But, perhaps more importantly, the committee session was marked by varied attacks on tax increases, signaling the election-year difficulty of martialing a majority of the 20-member panel behind any tax hike.

Sen. Lloyd Bentsen (D-Tex.) led a detailed denunciation of the administration's proposal to significantly broaden the corporate minimum tax to raise a total of $7.1 billion in 1983 and 1984.

Bentsen contended that the proposal, which would hurt many of his state's oil and gas interests, would "take back 52 percent" of the corporate tax breaks enacted last year. The administration proposal would require corporations using tax loopholes to pay little or no federal tax, to pay at least a minimum amount based on a complex formula.

Sen. Robert J. Dole (R-Kan.), the committee chairman, has proposed repeal or severe restriction of the corporate tax leasing allowed under last year's legislation, but yesterday it became apparent that he will have a head-on battle against Long, the panel's ranking Democrat.

Long contended that the 1981 Economic Recovery Tax Act gave profitable businesses a subsidy for new investments which would be unfair to deny to unprofitable firms by killing tax leasing.

Repeal, he said, would be to put "a tax subsidy on the basis that those who need it the most don't get it, and those that need it least get it. That's totally unfair."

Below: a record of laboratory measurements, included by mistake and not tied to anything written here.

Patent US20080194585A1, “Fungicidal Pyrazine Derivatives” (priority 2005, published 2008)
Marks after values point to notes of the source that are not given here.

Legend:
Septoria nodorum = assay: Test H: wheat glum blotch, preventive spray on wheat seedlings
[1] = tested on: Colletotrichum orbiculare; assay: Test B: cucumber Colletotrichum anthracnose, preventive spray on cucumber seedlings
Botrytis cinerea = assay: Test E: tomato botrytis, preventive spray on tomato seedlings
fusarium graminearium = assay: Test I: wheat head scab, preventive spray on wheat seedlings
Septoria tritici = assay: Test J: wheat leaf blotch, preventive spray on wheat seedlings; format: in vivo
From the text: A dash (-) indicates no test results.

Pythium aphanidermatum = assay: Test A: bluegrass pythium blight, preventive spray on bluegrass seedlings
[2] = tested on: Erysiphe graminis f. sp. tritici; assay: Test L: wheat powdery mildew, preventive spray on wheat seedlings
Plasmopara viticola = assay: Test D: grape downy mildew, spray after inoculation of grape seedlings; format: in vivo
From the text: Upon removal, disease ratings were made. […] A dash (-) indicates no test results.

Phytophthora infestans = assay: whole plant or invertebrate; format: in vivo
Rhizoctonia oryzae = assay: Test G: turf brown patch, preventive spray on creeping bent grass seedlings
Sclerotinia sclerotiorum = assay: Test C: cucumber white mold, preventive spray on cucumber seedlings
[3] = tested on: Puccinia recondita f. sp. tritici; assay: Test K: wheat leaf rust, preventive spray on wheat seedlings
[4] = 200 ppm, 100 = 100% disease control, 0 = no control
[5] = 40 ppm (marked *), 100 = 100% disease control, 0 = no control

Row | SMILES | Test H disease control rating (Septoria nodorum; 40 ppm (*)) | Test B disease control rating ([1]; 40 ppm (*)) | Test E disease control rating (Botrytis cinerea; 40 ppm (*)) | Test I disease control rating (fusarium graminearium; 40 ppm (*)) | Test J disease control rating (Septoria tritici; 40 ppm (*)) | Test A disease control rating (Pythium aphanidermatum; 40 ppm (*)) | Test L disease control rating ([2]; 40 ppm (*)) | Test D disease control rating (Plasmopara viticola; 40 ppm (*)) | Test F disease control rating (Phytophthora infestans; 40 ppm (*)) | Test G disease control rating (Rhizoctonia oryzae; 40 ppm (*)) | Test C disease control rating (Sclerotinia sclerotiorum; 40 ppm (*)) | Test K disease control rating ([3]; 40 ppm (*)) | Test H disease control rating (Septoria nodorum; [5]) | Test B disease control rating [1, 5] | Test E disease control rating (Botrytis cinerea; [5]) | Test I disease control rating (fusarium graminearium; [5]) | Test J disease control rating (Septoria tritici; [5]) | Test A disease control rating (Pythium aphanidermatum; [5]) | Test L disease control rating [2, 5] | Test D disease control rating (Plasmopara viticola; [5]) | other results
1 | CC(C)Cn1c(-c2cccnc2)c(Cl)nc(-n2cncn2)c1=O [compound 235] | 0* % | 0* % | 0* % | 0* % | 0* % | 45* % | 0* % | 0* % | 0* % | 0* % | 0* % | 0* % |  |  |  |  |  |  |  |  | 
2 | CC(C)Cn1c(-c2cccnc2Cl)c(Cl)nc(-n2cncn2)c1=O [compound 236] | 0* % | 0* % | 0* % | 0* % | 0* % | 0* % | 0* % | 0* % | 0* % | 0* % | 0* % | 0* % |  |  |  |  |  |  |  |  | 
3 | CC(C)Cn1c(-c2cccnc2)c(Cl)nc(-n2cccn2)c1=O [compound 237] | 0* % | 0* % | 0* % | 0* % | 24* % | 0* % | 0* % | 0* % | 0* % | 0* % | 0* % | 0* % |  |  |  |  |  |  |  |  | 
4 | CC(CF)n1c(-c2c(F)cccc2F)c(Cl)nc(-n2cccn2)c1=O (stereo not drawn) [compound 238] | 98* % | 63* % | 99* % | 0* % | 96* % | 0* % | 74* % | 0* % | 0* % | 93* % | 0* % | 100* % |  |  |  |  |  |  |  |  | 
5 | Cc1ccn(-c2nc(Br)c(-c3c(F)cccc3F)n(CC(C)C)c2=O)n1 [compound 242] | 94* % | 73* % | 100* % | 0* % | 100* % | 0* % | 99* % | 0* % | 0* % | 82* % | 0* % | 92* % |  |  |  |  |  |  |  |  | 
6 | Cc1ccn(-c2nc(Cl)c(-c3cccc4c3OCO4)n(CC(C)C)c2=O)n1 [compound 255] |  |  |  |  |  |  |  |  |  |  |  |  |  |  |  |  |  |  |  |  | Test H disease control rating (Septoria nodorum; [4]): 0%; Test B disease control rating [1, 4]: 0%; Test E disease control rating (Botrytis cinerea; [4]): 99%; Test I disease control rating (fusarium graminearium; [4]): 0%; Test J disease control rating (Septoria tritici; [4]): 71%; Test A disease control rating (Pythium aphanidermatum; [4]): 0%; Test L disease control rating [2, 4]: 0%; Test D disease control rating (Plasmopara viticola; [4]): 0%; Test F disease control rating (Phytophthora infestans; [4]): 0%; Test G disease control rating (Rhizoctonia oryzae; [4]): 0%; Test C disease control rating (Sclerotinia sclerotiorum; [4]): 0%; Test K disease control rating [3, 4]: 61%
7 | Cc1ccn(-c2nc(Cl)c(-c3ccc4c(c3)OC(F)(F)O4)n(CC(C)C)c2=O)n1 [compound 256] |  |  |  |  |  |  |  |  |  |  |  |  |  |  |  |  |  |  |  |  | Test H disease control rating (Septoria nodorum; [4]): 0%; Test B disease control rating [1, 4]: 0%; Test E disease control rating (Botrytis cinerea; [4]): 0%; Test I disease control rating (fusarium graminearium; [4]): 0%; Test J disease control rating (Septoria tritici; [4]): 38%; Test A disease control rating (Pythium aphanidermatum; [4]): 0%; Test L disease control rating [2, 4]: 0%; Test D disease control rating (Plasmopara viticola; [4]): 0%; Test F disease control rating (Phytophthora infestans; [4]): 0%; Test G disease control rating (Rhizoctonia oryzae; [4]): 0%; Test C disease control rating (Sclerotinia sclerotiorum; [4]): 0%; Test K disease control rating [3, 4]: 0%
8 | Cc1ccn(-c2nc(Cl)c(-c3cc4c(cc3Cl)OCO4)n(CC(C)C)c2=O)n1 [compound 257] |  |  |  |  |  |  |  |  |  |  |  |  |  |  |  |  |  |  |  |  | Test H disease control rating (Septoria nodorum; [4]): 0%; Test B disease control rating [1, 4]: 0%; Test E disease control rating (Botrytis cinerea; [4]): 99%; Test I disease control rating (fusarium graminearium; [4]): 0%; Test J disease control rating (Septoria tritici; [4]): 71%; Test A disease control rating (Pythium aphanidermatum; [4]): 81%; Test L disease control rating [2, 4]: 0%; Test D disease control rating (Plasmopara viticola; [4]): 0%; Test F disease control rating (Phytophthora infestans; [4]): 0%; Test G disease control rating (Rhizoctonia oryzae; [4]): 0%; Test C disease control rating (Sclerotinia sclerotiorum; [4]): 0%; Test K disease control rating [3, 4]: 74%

The administration continued to defend tax leasing, although Assistant Treasury Secretary John Chapoton said some modifications may be recommended after the department completes a study of 20,000 lease deals that took place in 1981.

Congressional sources told the Associated Press that negotiators for the administration and both parties in Congress are discussing a reduction and delay in this year's Social Security cost-of-living increase as part of the compromise to reduce budget deficits.

The sources said an oil import fee also is being considered as part of a plan to raise taxes by as much as $30 billion. A $5 billion cutback in Reagan's Pentagon budget and a reduced pay increase for federal employes also are under consideration, the sources added.

These sources, who declined to permit use of their names, stressed repeatedly that no decisions have been made in the private discussions involving White House chief of staff Baker, White House congressional liaison Ken Duberstein and Republicans and Democrats from both houses of Congress.

The sources told AP that the negotiators are considering a plan to limit cost-of-living increases this year for Social Security to 4 percent and to delay them by three months to Oct. 1.

Normally, the increase would be the same as the increase in the consumer price index from the first quarter average for 1981 to the first quarter average for 1982, expected to be roughly 8 percent.

The same changes would be applied to other benefit programs, presumably including pensions, AP reported. Taken together, these changes would save roughly $11 billion, officials said.

Also under consideration is a proposal to cut the pay increase for federal employes to 4 percent this year instead of 5 percent and delay the raise for three months, AP reported.